presented by Danny Smith
Environmental emergencies, including thermal injuries, lightning, and dehydration, are risks all athletes face. This course describes the concepts of thermal injuries, including signs and symptoms of thermal injuries and dehydration. In addition to temperature related illness, lightning exposure needs appropriate emergency management responses for outdoor sporting events. Danny Smith presents tools to prevent and treat environmental situations, as well as return to play criteria following heat exhaustion, heat cramps, hypothermia, frostbite, dehydration, and lightning storms. This course utilizes motion graphic animations, downloadable materials, case-based learning assessments and a question and answer discussion between therapists to prepare the sports physical therapist for the management of environmental situations.
Danny D. Smith, PT, DHSc, OCS, SCS, ATC graduated from the University of Tennessee Memphis with a BS Degree in Physical Therapy in 1972. He completed his Master’s Degree at East Tennessee State University in 1979 and his Doctor of Health Sciences at the University of St. Augustine in 1999, making him one of the first to complete a Doctorate in Physical Therapy in the US. Dr. Smith's area of study was the pre-hospital care of injured athletes by physical therapists. He also completed training as an Emergency Medical Technician and was actively involved with the Burke County (NC) Rescue Squad for a number of years. Due to his involvement in the Sports Physical Therapy Section of the APTA, Dr. Smith was presented with the Turner A. Blackburn Lifetime Achievement Award, as well as the Ron Peyton Award, which is the highest award presented by the SPTS. In 1996, Dr. Smith became an instructor with the American Red Cross in Emergency Response and became an Emergency Response Instructor Trainer. His goal was to educate physical therapists in emergency care on the field, in the community, and in the classroom. Since 1996, Dr. Smith has completed over 200 Emergency Response and Emergency Medical Response classes and continues to conduct classes today. If you are interested in attending or hosting a class in your facility, please contact Dr. Smith.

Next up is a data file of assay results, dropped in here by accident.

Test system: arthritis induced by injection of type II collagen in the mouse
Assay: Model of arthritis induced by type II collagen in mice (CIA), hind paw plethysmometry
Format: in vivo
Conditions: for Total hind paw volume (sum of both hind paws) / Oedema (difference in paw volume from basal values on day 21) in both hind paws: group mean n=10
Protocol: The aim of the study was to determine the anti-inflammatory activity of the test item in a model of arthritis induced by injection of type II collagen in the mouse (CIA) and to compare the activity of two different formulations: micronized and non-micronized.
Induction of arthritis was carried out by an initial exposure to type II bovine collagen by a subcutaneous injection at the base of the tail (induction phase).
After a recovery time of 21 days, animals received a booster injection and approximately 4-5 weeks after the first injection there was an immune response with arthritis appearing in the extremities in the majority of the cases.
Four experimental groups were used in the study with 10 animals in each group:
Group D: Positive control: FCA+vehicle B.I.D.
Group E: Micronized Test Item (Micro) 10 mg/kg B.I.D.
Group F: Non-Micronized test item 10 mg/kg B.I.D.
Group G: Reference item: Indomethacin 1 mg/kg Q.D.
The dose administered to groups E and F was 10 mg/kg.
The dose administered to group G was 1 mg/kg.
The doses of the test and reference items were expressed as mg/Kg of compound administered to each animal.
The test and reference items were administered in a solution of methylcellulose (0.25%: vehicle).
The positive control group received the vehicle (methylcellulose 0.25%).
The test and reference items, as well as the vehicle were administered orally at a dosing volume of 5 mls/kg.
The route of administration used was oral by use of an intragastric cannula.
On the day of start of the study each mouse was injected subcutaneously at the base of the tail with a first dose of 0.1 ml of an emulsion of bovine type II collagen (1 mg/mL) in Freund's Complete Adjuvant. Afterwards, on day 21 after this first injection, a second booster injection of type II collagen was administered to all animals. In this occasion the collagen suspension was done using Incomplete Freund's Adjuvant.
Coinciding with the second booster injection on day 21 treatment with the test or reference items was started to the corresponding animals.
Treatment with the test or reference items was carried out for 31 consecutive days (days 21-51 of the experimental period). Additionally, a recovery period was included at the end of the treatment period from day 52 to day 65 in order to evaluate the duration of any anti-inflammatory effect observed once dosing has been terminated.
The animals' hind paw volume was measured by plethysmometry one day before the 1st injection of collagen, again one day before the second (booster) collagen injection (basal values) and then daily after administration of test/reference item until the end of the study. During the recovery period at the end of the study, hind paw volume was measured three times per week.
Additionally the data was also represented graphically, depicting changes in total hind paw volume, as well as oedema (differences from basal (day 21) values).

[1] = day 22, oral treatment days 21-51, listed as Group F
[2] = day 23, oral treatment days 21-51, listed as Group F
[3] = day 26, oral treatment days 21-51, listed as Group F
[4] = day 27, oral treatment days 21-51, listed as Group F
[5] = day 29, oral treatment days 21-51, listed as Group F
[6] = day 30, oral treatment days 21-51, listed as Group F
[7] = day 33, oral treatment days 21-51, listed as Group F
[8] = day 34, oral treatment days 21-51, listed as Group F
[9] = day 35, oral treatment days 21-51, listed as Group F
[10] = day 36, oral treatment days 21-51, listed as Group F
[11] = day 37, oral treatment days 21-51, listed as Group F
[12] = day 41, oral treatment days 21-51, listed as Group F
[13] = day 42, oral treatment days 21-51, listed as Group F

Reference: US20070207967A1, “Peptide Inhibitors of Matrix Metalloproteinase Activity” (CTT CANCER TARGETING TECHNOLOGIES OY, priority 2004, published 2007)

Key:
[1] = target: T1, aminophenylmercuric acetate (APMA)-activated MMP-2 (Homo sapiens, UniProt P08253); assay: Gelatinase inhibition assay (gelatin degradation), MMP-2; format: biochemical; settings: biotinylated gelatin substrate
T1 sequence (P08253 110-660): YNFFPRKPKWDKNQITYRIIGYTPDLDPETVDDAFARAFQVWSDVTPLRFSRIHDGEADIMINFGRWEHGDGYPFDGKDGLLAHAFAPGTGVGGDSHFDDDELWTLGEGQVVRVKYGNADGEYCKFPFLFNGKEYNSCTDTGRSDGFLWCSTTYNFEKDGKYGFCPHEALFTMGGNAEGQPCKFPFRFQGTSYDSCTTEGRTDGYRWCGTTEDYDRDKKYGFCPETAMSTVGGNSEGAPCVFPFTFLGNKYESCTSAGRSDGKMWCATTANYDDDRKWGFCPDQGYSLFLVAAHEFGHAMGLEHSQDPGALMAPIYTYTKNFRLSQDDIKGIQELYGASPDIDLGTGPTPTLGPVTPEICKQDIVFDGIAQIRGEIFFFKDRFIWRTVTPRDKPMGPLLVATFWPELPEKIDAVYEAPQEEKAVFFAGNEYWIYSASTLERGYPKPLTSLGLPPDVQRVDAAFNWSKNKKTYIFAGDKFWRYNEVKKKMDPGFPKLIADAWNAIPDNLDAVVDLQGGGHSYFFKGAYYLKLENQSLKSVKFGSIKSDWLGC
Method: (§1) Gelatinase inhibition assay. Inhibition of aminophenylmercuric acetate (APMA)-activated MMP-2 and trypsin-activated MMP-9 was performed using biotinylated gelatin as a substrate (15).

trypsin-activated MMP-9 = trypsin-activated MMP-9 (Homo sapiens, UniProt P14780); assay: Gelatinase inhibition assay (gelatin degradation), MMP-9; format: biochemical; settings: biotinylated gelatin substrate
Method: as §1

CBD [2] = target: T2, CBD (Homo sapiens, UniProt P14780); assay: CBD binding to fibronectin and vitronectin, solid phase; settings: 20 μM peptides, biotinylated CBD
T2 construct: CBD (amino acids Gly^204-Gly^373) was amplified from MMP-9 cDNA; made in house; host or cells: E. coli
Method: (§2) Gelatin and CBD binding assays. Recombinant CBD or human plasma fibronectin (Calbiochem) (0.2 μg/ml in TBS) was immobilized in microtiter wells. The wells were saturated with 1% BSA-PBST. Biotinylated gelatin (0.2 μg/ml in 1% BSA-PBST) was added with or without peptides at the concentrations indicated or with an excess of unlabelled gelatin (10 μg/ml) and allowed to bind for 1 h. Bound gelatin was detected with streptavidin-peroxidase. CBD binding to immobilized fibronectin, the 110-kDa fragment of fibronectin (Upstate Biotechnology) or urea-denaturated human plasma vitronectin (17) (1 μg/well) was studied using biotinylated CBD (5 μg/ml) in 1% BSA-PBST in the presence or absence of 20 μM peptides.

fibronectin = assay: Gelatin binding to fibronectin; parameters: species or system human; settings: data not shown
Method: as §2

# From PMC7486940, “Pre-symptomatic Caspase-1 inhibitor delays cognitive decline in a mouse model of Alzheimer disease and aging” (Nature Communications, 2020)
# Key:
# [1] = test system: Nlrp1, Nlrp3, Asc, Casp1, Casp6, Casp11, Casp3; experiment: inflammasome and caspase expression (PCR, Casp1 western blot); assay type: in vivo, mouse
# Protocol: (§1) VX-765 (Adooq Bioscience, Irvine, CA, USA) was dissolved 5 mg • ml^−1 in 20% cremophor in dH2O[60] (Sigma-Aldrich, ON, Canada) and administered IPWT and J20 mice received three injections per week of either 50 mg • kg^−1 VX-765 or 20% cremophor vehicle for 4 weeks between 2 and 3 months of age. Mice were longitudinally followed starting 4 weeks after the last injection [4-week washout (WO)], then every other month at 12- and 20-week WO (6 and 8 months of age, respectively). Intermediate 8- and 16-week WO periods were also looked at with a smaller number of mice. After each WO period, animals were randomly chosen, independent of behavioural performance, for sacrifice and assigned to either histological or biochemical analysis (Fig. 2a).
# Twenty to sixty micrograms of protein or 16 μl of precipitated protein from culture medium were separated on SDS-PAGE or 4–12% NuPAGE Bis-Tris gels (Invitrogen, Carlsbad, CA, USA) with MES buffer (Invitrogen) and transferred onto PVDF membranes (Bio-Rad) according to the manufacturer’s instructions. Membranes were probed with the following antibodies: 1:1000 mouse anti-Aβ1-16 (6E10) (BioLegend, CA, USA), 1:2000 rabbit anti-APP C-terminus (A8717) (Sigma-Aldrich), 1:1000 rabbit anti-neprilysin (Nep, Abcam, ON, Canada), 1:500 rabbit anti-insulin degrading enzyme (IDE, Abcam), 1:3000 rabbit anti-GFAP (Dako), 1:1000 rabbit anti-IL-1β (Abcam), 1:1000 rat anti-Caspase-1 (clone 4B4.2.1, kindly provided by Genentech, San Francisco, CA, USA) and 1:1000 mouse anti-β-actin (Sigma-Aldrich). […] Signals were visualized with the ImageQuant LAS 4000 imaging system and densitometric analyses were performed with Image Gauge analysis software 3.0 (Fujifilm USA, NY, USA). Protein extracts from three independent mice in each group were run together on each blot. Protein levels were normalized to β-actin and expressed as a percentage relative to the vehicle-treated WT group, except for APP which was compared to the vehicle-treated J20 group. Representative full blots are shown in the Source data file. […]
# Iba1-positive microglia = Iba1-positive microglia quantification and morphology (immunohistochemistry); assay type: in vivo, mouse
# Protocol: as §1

Thermal injury occurs when the body cannot produce enough heat loss to maintain a constant core temperature of 98.6°F. When the body cannot control core temperature, thermoregulation is lost and the end result can be heat exhaustion, heat stroke, or death. This chapter discusses the importance of maintaining equilibrium in hot and/or humid conditions, as well as responses to heat illnesses, hypernatremia, and hyponatremia.
The most common cold related conditions athletes experience are hypothermia and frostbite. Hypothermia is described as a general cooling of the body, while frostbite is the freezing of body tissues. This chapter will describe the different stages of each of the injuries as well as treatment and prevention options.
Lightning emergencies are a risk of outdoor sporting events, with only flash floods and river floods causing more weather related deaths. This chapter will discuss the protocol for treating lightning injuries, including a safety assessment of the area, evaluation and treatment options, and prevention guidelines.
Dehydration can affect the physical and mental performance of athletes, and often times is not recognized until after the athlete is dehydrated. This chapter will discuss signs and symptoms and treatment strategies for dehydration, as well as tactics to get athlete to remain hydrated throughout training and competition.
For more information on managing thermal injuries and hydration with your athletes, we recommend you review these handouts. These materials will help you monitor environmental concerns and make return to play decisions.